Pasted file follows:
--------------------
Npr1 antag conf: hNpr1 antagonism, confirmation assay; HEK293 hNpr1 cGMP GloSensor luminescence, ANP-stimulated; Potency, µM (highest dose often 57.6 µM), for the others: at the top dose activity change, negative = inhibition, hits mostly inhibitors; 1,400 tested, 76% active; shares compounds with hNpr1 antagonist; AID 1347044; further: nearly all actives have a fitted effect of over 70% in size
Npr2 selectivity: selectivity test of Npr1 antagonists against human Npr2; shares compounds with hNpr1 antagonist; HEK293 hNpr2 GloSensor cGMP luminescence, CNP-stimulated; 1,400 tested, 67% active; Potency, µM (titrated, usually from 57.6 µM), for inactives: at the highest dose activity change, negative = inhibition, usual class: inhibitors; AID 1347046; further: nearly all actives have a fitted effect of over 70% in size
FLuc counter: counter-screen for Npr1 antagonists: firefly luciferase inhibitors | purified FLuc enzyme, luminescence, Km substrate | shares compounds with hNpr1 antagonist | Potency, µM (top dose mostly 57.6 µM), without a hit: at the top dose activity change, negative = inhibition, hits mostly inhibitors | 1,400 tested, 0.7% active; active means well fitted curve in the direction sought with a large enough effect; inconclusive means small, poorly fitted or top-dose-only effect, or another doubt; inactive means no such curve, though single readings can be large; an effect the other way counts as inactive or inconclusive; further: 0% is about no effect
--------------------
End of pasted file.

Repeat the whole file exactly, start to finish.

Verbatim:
Npr1 antag conf: hNpr1 antagonism, confirmation assay; HEK293 hNpr1 cGMP GloSensor luminescence, ANP-stimulated; Potency, µM (highest dose often 57.6 µM), for the others: at the top dose activity change, negative = inhibition, hits mostly inhibitors; 1,400 tested, 76% active; shares compounds with hNpr1 antagonist; AID 1347044; further: nearly all actives have a fitted effect of over 70% in size
Npr2 selectivity: selectivity test of Npr1 antagonists against human Npr2; shares compounds with hNpr1 antagonist; HEK293 hNpr2 GloSensor cGMP luminescence, CNP-stimulated; 1,400 tested, 67% active; Potency, µM (titrated, usually from 57.6 µM), for inactives: at the highest dose activity change, negative = inhibition, usual class: inhibitors; AID 1347046; further: nearly all actives have a fitted effect of over 70% in size
FLuc counter: counter-screen for Npr1 antagonists: firefly luciferase inhibitors | purified FLuc enzyme, luminescence, Km substrate | shares compounds with hNpr1 antagonist | Potency, µM (top dose mostly 57.6 µM), without a hit: at the top dose activity change, negative = inhibition, hits mostly inhibitors | 1,400 tested, 0.7% active; active means well fitted curve in the direction sought with a large enough effect; inconclusive means small, poorly fitted or top-dose-only effect, or another doubt; inactive means no such curve, though single readings can be large; an effect the other way counts as inactive or inconclusive; further: 0% is about no effect